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News Breaks
January 28, 2014
07:06 EDTMYGNMyriad Genetics published details of its myVision program
Myriad Genetics announced that it has published details of its myVision Myriad Variant Classification Program in the journal Clinical Genetics. myVision is the most advanced variant classification program available to determine whether a patient's genetic variant is benign or deleterious. myVision employs a number of robust scientific methods and is backed by Myriad's 20 years of clinical research and testing in more than one million patients. "Patients who receive a genetic test that identifies a variant of uncertain significance, or VUS, do not know if their mutation is benign or deleterious and associated with hereditary cancer risk. This lack of clarity is emotionally difficult and confusing for patients who are making medical decisions and may translate into substantial downstream healthcare costs," said the company.
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May 15, 2015
10:28 EDTMYGNMAC updates positive for NanoString, Myriad, Invitae, QIAGEN, says Leerink
Leerink said that coverage updates posted yesterday by Medicare Administrative Contractors were favorable for NanoString (NSTG), Myriad Genetics (MYGN), Invitae (NVTA) and QIAGEN (QGEN). The firm has Outperform ratings on NanoString and Invitae and Market Perform rating on the other two stocks listed.
07:09 EDTMYGNMyriad Genetics presents clinical data for Prolaris test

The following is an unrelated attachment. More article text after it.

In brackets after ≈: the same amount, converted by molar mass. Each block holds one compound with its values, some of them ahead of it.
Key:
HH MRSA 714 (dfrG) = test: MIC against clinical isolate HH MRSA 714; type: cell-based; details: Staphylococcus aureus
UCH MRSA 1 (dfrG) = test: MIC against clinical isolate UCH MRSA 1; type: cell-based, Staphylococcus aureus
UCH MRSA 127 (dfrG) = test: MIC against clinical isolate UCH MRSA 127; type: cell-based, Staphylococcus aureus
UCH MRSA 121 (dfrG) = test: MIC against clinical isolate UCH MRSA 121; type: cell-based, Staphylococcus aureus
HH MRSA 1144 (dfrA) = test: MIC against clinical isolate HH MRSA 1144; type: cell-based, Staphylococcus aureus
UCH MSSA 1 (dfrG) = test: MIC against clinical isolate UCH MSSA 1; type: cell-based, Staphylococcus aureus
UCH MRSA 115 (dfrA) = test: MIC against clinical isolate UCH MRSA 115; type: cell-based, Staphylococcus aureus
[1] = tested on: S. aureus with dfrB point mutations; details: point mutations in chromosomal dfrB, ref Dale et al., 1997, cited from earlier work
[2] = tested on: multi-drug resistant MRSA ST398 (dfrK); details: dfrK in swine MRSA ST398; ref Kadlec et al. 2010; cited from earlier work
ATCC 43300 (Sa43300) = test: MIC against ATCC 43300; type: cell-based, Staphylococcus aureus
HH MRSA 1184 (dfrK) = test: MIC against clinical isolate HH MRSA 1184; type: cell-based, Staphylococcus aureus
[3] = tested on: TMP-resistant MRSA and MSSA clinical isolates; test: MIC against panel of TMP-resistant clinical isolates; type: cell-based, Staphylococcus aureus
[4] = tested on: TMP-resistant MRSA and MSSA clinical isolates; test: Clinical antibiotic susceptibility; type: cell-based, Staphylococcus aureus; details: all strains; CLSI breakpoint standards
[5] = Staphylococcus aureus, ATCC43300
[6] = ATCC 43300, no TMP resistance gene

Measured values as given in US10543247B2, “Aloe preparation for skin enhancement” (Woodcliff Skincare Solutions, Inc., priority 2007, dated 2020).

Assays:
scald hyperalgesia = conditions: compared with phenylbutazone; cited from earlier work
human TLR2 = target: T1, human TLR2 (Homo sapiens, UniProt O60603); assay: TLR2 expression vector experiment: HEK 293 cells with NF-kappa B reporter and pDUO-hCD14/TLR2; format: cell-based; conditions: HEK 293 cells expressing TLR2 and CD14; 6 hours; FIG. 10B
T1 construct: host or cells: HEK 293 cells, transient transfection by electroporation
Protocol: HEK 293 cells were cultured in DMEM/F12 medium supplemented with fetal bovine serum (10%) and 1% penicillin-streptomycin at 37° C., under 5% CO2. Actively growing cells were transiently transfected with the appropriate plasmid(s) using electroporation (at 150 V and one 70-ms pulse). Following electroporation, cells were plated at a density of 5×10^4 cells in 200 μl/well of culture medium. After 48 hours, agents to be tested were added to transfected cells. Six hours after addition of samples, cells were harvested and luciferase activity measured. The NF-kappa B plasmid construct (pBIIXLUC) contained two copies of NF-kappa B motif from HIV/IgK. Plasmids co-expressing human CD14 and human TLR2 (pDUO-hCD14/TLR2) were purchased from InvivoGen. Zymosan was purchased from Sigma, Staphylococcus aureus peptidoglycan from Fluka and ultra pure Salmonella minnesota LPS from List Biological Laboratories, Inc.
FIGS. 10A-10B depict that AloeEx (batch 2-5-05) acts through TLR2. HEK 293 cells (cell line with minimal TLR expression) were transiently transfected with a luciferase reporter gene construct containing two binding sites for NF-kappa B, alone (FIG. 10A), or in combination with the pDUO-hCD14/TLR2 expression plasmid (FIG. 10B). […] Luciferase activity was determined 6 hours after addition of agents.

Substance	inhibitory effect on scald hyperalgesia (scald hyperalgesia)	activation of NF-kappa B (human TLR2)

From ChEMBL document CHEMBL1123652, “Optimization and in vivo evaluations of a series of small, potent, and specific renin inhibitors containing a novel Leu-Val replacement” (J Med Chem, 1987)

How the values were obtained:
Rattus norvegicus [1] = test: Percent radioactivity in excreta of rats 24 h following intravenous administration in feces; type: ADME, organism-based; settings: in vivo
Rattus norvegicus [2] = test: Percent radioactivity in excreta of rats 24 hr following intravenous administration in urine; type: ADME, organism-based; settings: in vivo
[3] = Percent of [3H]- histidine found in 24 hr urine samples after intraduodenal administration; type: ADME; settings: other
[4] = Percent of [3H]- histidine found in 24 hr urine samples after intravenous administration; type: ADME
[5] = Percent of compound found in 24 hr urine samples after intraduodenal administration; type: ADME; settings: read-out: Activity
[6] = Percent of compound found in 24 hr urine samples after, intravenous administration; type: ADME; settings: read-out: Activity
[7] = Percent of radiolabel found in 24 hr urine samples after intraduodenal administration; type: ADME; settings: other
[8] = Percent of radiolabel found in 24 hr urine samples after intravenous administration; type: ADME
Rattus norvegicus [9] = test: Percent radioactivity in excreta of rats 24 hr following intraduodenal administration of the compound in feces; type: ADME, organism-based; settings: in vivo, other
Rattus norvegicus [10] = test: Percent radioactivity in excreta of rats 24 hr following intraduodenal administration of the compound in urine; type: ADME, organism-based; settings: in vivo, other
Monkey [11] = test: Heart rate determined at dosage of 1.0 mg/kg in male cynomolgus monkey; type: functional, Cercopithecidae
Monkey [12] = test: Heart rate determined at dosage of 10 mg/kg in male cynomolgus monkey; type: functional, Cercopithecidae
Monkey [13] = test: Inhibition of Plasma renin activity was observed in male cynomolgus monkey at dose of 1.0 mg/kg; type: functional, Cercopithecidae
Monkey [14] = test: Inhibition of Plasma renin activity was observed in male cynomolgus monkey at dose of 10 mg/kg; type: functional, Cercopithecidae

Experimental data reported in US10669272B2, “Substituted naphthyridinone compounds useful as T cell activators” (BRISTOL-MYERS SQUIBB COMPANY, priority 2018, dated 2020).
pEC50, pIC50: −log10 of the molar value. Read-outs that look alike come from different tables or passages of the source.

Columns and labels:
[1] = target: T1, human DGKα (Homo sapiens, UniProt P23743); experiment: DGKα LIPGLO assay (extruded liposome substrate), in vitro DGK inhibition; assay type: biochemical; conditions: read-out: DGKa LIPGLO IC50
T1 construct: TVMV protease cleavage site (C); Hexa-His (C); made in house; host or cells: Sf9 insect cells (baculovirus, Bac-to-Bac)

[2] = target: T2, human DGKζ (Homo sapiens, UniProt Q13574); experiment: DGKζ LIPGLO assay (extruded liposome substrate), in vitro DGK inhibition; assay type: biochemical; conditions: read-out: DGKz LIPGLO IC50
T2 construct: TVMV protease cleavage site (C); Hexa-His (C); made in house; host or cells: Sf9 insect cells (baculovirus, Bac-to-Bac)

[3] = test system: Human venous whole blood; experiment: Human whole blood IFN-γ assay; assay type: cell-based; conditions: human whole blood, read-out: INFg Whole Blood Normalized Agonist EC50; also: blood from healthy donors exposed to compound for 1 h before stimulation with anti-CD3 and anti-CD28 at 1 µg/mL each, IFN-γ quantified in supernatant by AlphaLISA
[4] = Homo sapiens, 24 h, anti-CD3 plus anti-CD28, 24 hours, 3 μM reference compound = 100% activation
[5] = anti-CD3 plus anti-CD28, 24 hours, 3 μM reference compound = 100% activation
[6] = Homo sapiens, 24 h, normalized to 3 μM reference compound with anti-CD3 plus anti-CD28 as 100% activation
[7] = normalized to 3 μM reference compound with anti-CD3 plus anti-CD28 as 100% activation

Myriad Genetics presented clinical data for its Prolaris test at the 2015 American Urological Association, or AUA, Annual Meeting being held May 15-19 in New Orleans, La. The results highlighted and underscored the significant ability of the Prolaris test to help physicians improve care for men diagnosed with prostate cancer. In this pioneering study, Myriad presented important new clinical validation data that establishes an active surveillance, or AS, threshold for men with localized prostate cancer. Specifically, the AS threshold is a composite of the Prolaris test score and clinicopathologic features. In the validation data featured at AUA, the pre-defined AS threshold was evaluated in 765 conservatively managed men, and the clinical endpoint was 10-year risk of prostate cancer mortality. The results showed that at the AS threshold, the predicted 10-year survival rate of prostate cancer patients was 97%. Conversely, there was a three percent risk of 10-year, prostate-specific mortality. Importantly, however, there were no observed prostate cancer-specific deaths over 10 years among men whose scores fell below the AS threshold. Additionally, a separate analysis of 4,218 patients was performed to determine what percentage of patients who were clinically tested with Prolaris would be candidates for active surveillance based on the validated AS threshold. Of this commercial cohort, 36% qualified for active surveillance based on their clinical features alone. However, when the Prolaris test was added to the clinical risk assessment, 60% of these patients fell below the AS threshold, representing a significant increase in the total number of candidates who may be eligible for active surveillance.

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